Non-Ethiopians Join in Sigd, the Holiday of Torah and ‘Aliya’ to Israel

Several of the kesim, Ethiopian rabbinical leaders, at a past Sigd celebration at Jerusalem’s Haas Promenade when thousands gather to pray and recite Psalms (photo credit: Flash 90).

Mid-November in Israel is the time for Sigd, the Ethiopian Jewish holiday celebrating the acceptance of the Torah, and more recently, marking the fulfillment of the community’s immigration to Israel.

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It’s been more than 40 years since the Ethiopian community first came to Israel, but Sigd was only declared a national holiday in 2008. Now it’s being included in this year’s Oleh Week, the Ministry of Aliyah and Absorption’s celebration of immigrants and their contribution to the country.

The holiday has become an opportunity for all Ethiopian Israelis to mark their absorption into Israeli society, said Michelle Shelemay Dvir, who heads development for Fidel, the Association for Education and Social Integration of Ethiopian Jews in Israel.

“The fact that it’s a national holiday is significant in terms of Ethiopians’ integration into Israeli society,” said Shelemay Dvir. “I compare it to Mimouna, which has become popular and is celebrated by many people who are not Moroccan. Twenty years ago, no one who wasn’t Moroccan would have gone to a Mimouna celebration.”

Organizations like Fidel work hard at introducing Ethiopian culture to Israelis. One of Fidel’s trademark programs is run by Ethiopian mediators who work in schools to teach Israeli kids about Ethiopian culture and increase awareness of the community.

“I feel like we’re really successful when I go speak at a school that has no Ethiopians at all,” said Michal Avera Samuel, Fidel’s CEO. “Now I want more people. I want those who have no connection to Ethiopians to just come out to Sigd, to learn about us, and to expose everyone to the positive sides of Ethiopian culture, not just the difficulties. That’s what I’m looking for.”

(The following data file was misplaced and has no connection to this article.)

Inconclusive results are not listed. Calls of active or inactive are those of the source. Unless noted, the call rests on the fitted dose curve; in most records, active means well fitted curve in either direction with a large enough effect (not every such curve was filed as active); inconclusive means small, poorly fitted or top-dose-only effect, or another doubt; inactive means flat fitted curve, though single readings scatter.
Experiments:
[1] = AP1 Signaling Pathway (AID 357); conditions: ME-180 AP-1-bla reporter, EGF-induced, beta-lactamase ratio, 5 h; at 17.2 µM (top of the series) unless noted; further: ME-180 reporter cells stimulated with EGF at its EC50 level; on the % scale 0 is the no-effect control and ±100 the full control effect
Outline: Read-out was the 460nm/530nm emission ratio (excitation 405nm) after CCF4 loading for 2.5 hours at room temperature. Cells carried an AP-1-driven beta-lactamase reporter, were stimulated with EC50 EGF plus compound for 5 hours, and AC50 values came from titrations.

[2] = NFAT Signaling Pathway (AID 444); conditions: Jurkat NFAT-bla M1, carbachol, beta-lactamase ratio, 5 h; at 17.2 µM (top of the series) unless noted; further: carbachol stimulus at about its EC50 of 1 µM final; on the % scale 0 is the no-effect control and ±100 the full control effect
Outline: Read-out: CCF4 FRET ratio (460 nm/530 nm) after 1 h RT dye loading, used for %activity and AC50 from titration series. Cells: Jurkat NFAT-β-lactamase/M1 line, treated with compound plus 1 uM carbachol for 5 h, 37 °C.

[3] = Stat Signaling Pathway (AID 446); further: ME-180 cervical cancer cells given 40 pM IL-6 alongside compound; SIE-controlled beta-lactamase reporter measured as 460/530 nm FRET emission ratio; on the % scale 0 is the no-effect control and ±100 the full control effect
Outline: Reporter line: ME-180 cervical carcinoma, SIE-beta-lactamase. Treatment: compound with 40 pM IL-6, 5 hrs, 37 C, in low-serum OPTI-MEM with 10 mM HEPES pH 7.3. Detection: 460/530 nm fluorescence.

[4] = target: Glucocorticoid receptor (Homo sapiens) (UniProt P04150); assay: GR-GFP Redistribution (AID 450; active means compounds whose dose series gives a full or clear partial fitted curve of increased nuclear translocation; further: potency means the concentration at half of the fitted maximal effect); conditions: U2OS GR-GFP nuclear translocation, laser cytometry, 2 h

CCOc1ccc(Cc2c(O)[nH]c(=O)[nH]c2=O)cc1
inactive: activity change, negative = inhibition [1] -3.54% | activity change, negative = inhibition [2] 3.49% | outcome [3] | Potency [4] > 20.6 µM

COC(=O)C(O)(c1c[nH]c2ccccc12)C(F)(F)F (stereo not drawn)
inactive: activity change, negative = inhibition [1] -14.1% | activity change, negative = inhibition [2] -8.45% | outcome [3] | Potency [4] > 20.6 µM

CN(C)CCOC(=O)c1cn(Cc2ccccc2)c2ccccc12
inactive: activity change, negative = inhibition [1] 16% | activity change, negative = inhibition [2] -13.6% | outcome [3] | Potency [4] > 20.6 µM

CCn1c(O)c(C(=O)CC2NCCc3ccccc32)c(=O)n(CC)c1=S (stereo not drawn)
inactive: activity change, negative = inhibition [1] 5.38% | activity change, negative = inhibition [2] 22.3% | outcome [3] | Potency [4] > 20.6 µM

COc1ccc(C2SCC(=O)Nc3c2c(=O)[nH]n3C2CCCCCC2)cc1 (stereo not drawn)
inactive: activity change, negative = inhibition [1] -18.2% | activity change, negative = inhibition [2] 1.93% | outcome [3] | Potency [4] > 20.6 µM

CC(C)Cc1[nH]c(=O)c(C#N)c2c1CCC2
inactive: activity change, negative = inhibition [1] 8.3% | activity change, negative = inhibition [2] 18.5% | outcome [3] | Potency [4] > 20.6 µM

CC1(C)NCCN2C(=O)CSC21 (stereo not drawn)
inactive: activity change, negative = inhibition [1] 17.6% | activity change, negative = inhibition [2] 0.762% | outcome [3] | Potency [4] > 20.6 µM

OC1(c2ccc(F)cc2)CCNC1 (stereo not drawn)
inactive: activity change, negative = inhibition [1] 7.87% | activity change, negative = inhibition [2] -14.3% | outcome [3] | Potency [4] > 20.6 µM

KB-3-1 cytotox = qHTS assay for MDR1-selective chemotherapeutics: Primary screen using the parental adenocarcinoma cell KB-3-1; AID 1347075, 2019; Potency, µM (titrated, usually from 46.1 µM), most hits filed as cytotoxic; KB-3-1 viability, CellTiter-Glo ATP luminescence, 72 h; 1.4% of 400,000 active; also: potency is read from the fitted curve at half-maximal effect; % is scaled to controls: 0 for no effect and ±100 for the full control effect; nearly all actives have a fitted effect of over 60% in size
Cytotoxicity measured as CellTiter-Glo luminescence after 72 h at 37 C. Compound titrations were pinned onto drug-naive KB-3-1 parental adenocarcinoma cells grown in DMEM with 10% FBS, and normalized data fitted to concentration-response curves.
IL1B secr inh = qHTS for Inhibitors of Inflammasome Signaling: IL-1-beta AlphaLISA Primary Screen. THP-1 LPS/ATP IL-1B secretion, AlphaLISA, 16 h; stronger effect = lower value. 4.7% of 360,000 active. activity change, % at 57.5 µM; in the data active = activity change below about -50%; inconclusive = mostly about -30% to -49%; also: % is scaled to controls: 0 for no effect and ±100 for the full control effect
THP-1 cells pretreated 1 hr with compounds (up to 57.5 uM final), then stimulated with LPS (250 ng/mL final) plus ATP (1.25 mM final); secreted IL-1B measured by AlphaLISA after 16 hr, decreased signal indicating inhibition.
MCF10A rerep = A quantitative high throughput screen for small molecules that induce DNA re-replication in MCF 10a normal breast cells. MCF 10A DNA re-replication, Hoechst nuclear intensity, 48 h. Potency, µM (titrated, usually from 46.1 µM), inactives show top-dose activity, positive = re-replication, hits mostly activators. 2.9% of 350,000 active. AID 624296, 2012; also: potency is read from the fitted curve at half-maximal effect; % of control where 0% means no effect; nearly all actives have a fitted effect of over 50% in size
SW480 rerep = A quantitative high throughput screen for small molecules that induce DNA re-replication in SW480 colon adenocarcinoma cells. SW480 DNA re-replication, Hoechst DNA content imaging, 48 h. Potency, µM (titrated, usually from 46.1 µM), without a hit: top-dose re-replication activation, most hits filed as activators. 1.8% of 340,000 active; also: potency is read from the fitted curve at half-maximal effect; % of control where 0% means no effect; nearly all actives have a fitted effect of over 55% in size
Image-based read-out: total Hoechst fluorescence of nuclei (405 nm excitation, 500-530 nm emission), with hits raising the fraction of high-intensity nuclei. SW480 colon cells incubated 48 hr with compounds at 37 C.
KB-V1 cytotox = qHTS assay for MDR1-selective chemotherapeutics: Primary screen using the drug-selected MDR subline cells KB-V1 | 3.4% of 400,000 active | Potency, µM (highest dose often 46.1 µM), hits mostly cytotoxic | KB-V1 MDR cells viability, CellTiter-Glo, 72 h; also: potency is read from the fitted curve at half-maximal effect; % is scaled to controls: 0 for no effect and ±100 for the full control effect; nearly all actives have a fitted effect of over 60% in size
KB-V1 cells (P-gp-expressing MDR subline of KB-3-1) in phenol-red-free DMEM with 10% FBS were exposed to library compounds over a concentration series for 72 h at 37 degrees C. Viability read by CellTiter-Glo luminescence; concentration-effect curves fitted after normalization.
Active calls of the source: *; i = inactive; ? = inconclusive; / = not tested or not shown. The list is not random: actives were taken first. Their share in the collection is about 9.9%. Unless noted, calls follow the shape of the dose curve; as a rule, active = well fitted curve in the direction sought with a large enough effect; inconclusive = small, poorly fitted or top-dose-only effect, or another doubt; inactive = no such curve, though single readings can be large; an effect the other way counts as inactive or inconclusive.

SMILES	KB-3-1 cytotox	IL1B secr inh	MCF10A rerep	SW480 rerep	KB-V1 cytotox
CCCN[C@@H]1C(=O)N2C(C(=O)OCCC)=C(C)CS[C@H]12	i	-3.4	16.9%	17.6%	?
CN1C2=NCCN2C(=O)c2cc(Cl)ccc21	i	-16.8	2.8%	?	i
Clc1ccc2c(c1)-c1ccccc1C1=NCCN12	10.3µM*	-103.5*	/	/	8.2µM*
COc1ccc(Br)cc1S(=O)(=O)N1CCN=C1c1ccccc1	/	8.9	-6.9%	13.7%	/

During the one-day holiday, traditionally held 50 days after Yom Kippur, mimicking the time span between Passover and Shavuot, some celebrants fast and then gather up on a hill, like the Israelites at Sinai, where they recite Psalms and gather to read from the Orit, the Ethiopian Torah scroll. After the fast is broken, it’s time for the party, which can happen in all kinds of ways.

1) The official ceremony for Sigd will be held with a morning service at Jerusalem’s Haas Promenade in the Armon Hanatziv neighborhood overlooking the Old City, on Thursday, November 20. Held this year with President Reuven Rivlin in attendance, thousands of Ethiopian Israelis dressed in white for purity will pray together. The event, which begins at 10 a.m. and ends at 2 p.m., isn’t easy for the average working person to attend, said Shelemay Dvir, but Fidel will also have a tent hosting Ethiopian dancers, food and storytellers, who will tell traditional Ethiopian tales translated from Amharic to Hebrew and English.